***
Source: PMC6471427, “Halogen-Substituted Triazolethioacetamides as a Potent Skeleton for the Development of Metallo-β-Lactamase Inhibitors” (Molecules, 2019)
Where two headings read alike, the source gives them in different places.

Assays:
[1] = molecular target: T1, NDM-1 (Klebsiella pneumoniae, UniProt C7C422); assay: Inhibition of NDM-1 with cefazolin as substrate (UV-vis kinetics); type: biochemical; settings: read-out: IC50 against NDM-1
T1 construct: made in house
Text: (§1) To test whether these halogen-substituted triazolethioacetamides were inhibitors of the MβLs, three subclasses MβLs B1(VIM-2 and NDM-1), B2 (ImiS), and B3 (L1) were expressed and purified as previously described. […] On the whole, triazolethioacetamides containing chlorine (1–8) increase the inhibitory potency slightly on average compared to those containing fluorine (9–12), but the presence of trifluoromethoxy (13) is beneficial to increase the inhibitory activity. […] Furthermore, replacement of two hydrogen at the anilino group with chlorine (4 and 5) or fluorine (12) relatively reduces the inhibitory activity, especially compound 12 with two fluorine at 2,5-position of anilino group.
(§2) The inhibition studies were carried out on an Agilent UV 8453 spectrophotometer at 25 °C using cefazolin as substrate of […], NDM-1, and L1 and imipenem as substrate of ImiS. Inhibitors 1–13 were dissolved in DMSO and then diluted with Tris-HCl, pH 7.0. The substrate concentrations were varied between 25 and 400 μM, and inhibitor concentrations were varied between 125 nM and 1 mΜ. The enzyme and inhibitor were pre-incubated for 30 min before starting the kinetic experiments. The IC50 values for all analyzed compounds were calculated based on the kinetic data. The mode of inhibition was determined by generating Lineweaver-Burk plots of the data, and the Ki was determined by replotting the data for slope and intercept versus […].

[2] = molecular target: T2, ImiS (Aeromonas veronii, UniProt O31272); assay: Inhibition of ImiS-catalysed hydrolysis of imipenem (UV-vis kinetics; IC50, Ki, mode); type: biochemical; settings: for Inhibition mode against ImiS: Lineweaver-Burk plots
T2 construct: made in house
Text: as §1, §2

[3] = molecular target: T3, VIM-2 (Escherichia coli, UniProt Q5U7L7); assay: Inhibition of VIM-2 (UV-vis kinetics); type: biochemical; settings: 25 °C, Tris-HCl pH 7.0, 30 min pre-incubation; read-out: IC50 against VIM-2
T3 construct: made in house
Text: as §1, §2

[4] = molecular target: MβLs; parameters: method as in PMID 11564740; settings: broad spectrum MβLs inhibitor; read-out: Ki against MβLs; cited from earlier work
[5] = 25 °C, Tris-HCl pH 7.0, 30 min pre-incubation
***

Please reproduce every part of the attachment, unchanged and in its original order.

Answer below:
Source: PMC6471427, “Halogen-Substituted Triazolethioacetamides as a Potent Skeleton for the Development of Metallo-β-Lactamase Inhibitors” (Molecules, 2019)
Where two headings read alike, the source gives them in different places.

Assays:
[1] = molecular target: T1, NDM-1 (Klebsiella pneumoniae, UniProt C7C422); assay: Inhibition of NDM-1 with cefazolin as substrate (UV-vis kinetics); type: biochemical; settings: read-out: IC50 against NDM-1
T1 construct: made in house
Text: (§1) To test whether these halogen-substituted triazolethioacetamides were inhibitors of the MβLs, three subclasses MβLs B1(VIM-2 and NDM-1), B2 (ImiS), and B3 (L1) were expressed and purified as previously described. […] On the whole, triazolethioacetamides containing chlorine (1–8) increase the inhibitory potency slightly on average compared to those containing fluorine (9–12), but the presence of trifluoromethoxy (13) is beneficial to increase the inhibitory activity. […] Furthermore, replacement of two hydrogen at the anilino group with chlorine (4 and 5) or fluorine (12) relatively reduces the inhibitory activity, especially compound 12 with two fluorine at 2,5-position of anilino group.
(§2) The inhibition studies were carried out on an Agilent UV 8453 spectrophotometer at 25 °C using cefazolin as substrate of […], NDM-1, and L1 and imipenem as substrate of ImiS. Inhibitors 1–13 were dissolved in DMSO and then diluted with Tris-HCl, pH 7.0. The substrate concentrations were varied between 25 and 400 μM, and inhibitor concentrations were varied between 125 nM and 1 mΜ. The enzyme and inhibitor were pre-incubated for 30 min before starting the kinetic experiments. The IC50 values for all analyzed compounds were calculated based on the kinetic data. The mode of inhibition was determined by generating Lineweaver-Burk plots of the data, and the Ki was determined by replotting the data for slope and intercept versus […].

[2] = molecular target: T2, ImiS (Aeromonas veronii, UniProt O31272); assay: Inhibition of ImiS-catalysed hydrolysis of imipenem (UV-vis kinetics; IC50, Ki, mode); type: biochemical; settings: for Inhibition mode against ImiS: Lineweaver-Burk plots
T2 construct: made in house
Text: as §1, §2

[3] = molecular target: T3, VIM-2 (Escherichia coli, UniProt Q5U7L7); assay: Inhibition of VIM-2 (UV-vis kinetics); type: biochemical; settings: 25 °C, Tris-HCl pH 7.0, 30 min pre-incubation; read-out: IC50 against VIM-2
T3 construct: made in house
Text: as §1, §2

[4] = molecular target: MβLs; parameters: method as in PMID 11564740; settings: broad spectrum MβLs inhibitor; read-out: Ki against MβLs; cited from earlier work
[5] = 25 °C, Tris-HCl pH 7.0, 30 min pre-incubation